Although J-51 tax credits were not seen as the saving grace for affordable housing that they are today, Creed said Cuomo’s intentions were clear: to tip the scales in his boss’s favor. Though he wasn’t personally moved by Cuomo’s pitch, he felt the other tenant representatives at the meeting, association president Katy Bordonaro and attorney Carol Ule, were.
“I’d say they were very impressed that Andrew Cuomo was endorsing what the landlord was saying,” he said. “Ultimately, there was a split between Bordonaro and I on the board.”
When reached by phone this week, Ule said she could not comment on the specifics of the meeting, calling it “ancient history.” Bordonaro was unavailable to be interviewed for this report.
Prior to their work together at Island Capital and Farkas’s campaign patronage to Cuomo, the two men had crossed paths at least once before. While Cuomo was at the helm of HUD, the agency partnered with the Department of Justice to investigate Insignia Financial for using grant money to provide kickbacks to a New York City landlord. Farkas’ settled, paying $7.4 million.
The West Village Houses tenants have accused Cuomo of participating in pay for play politics with his future employer and have asked the state attorney general to investigate.
Last week, Judge Barbara Jaffe granted an extension that allows the renters to file suit in the long-dormant case against the owner’s association and Benedict Realty Group, which controls the co-op shares of the rental units. With the Stuy Town precedent on his side, D’Angelo said he’s ready to go to trial — that is if an agreement can’t be reached out of court.
“It’s essentially done because the other side, in opposition, admitted that all these buildings had J-51,” he said. “So we’re going to have some limited discovery in this case, but I could see multimillion dollar buyouts potentially being offered in the near future.”
However, Jeffrey Turkel, BRG’s attorney, said a tenants’ victory is not a foregone conclusion. J-51 tax abatements, he explained, typically only guarantee affordability for a fixed time period, not indefinitely.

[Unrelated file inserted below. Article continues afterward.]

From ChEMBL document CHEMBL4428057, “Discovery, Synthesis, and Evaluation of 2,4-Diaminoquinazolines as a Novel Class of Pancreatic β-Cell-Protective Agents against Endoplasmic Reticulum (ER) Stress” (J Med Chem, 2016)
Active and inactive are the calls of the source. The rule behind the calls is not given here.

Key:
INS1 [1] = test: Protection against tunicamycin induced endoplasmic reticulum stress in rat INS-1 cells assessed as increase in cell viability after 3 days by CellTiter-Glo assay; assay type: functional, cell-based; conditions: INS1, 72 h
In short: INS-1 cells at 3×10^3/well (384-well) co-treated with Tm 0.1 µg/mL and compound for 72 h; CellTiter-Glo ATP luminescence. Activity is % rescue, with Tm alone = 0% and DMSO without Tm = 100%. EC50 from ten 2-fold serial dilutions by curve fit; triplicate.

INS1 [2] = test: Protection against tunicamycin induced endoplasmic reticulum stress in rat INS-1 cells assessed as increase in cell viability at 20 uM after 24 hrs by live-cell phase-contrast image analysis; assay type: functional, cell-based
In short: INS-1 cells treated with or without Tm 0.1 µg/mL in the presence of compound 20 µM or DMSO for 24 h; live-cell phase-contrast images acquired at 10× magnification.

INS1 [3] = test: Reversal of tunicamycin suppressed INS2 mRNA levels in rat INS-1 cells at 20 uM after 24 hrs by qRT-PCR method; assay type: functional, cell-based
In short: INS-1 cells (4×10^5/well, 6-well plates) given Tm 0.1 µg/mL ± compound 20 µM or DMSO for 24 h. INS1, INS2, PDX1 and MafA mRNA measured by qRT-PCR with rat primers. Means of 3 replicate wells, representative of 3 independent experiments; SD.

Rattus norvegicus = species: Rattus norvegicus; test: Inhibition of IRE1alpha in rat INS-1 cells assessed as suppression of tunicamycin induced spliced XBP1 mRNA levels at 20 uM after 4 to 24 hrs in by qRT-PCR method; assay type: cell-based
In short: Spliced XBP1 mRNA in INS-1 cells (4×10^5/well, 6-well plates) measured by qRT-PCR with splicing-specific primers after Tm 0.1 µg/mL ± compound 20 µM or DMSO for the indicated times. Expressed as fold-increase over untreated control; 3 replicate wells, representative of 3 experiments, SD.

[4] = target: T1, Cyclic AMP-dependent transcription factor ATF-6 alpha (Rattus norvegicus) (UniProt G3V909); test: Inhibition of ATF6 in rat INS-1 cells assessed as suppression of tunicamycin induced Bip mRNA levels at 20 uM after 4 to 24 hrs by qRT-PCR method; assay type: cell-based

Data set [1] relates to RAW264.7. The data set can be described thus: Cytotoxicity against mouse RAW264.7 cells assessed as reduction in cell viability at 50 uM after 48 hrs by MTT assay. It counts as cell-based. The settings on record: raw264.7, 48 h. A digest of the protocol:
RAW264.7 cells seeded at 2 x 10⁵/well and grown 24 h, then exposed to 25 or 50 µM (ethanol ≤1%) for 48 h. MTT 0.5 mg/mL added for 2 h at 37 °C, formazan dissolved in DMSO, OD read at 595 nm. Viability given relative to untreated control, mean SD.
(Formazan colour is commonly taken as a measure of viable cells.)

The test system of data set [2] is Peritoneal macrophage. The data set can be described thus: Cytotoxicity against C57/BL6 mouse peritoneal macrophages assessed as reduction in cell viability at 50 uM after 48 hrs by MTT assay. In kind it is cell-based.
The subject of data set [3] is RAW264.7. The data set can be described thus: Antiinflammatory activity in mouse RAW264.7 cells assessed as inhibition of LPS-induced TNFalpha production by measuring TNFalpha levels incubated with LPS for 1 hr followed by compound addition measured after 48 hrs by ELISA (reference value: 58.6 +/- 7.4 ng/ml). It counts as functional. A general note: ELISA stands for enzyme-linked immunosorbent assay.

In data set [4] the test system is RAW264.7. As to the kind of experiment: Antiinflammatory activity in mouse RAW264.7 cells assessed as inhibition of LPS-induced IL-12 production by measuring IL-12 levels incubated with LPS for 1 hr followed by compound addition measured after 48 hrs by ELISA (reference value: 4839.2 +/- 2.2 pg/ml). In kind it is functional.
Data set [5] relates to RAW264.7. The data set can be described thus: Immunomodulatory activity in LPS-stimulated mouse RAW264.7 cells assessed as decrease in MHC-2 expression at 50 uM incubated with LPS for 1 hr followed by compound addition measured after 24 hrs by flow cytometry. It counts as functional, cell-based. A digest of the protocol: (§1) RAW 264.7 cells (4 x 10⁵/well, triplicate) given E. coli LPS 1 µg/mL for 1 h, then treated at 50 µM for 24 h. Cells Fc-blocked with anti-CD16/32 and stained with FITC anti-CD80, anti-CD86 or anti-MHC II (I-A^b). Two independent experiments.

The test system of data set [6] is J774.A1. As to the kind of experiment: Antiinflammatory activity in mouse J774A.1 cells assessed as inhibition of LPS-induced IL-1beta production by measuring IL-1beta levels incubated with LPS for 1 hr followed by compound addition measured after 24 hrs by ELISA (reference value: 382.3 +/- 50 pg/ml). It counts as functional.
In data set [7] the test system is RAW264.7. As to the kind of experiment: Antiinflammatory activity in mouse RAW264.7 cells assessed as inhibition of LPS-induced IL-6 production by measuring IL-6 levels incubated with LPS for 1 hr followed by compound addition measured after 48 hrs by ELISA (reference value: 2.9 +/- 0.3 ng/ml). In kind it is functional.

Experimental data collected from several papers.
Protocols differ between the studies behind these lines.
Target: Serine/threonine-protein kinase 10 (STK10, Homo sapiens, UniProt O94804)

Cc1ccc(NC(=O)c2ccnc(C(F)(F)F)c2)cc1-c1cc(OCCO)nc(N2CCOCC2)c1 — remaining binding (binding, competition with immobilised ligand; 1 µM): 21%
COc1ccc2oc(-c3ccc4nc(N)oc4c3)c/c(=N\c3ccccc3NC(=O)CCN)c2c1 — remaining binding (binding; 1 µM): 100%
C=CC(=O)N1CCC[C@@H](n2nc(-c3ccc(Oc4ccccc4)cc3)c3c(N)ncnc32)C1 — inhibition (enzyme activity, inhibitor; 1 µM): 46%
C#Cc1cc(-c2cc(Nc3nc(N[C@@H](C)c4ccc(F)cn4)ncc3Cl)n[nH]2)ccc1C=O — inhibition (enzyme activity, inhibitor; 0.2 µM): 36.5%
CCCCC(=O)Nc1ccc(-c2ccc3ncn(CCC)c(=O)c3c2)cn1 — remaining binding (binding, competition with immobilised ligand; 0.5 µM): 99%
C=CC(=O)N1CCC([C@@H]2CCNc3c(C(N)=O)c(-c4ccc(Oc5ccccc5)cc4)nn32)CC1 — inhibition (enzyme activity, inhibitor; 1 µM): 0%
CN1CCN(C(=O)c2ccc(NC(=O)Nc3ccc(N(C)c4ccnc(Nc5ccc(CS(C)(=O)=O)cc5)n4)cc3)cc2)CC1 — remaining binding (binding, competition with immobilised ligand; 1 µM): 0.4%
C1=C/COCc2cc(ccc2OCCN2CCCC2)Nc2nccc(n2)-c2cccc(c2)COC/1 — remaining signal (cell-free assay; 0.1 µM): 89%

“It’s an extraordinarily complex question, the law requires some type of rent regulation, but that was satisfied prior to the conversion,” Turkel said. “This is not a slam dunk and if it was they would have moved for summary judgement.”
Although Madison Equities has publicly expressed interest in purchasing the properties, even floating the idea of offering buyouts to renters as well as the co-op shareholders, BRG founder Daniel Benedict denies that the board has entertained any of its offers.
Madison Equities did not return multiple requests for comment for this article.
If forced to choose between a buyout and a wrecking ball, Rodgers said she’d accept the money, but she doubts whoever purchases the property would be able to offer enough for her or her fellow renters to live on.
“We’re all seniors, many of us have health problems; we need to be near our doctors, pharmacists, near our friends and family, if we have them, our churches,” she said. “It’s not like the renters could take $250,000 and go buy something in the city, where am I going to go with that? I’m not going to move to Kansas or Alabama, this is my home, I grew up on Manhattan Island and I’ve lived here all my life.”
Governor Cuomo’s office has yet to respond to multiple requests for comment on this story.
Messages left for Andrew Farkas have not been returned.